Here’s a bit of good news – 18.3% of all consumers are finally getting FICO scores in the 800 to 850 range. That’s the highest average level in this range of scores since the economy crashed in 2008.
Rachell Bells of the FICO lab attributes this trend to the redoubled efforts of consumers to keep their credit profiles clean and spotless. These are the folks who gave it their all to stay out of unmanageable debt during the crisis and have been rewarded with a nice, tidy credit score for their troubles.
But not everything is all nice and shiny when it comes to the other ranges.
Scores in the 700 to 749 range have stayed at the 15.5% mark, while consumers in the 750 to 799 range are still at 19.44%. People within these ranges of scores face loans low-value loans matched with higher interest rates – not a good combination when you want to take out a 15 to 20-year mortgage on a home.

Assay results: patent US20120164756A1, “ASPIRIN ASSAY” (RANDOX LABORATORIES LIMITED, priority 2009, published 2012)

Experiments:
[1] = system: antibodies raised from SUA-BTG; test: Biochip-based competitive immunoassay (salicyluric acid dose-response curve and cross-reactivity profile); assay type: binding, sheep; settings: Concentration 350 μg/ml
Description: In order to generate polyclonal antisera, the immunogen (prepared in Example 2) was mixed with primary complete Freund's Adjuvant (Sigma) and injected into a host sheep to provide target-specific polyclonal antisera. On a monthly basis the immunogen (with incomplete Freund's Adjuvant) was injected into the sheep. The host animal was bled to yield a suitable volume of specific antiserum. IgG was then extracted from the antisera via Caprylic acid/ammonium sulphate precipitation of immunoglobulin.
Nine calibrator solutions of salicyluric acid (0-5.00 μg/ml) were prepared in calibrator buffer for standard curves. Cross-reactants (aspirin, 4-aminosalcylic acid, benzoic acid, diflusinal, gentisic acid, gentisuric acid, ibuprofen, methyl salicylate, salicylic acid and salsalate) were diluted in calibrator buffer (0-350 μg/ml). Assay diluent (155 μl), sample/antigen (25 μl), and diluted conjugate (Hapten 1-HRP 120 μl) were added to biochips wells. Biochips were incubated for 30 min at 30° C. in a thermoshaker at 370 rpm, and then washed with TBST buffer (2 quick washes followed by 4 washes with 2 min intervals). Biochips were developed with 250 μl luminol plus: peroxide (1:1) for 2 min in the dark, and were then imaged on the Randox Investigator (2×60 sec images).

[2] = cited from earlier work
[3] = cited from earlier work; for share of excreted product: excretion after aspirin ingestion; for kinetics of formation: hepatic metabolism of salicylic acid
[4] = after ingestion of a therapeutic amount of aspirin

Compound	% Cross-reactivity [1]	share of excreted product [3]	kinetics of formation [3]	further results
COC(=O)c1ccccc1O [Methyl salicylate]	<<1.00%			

Still, more than half of all American consumers have also managed to keep their credit scores decent – around 700 to 850 – during and immediately after the recession. This is a good sign that most of us didn’t plunge head-first into borrowing our way out of the crisis, even if there are some of us still struggling with debt right now.
What is worrying, though, is the looming student debt crisis.
Student loans don’t get expunged with bankruptcy, and they will stay there for decades on end – keeping you locked down if you don’t get a job that pays enough to match the bills. So while the FICO score of the average American may appear to be decent right now, we will still have to keep our eyes peeled on the long-term effects of $1 trillion in student debt.
This article is written by Dawn Lee – a single mother of one and a regular contributor to http://singlemothergrant.net – one of the web’s top resources resources on what, where and how best to apply for programs for single mothers.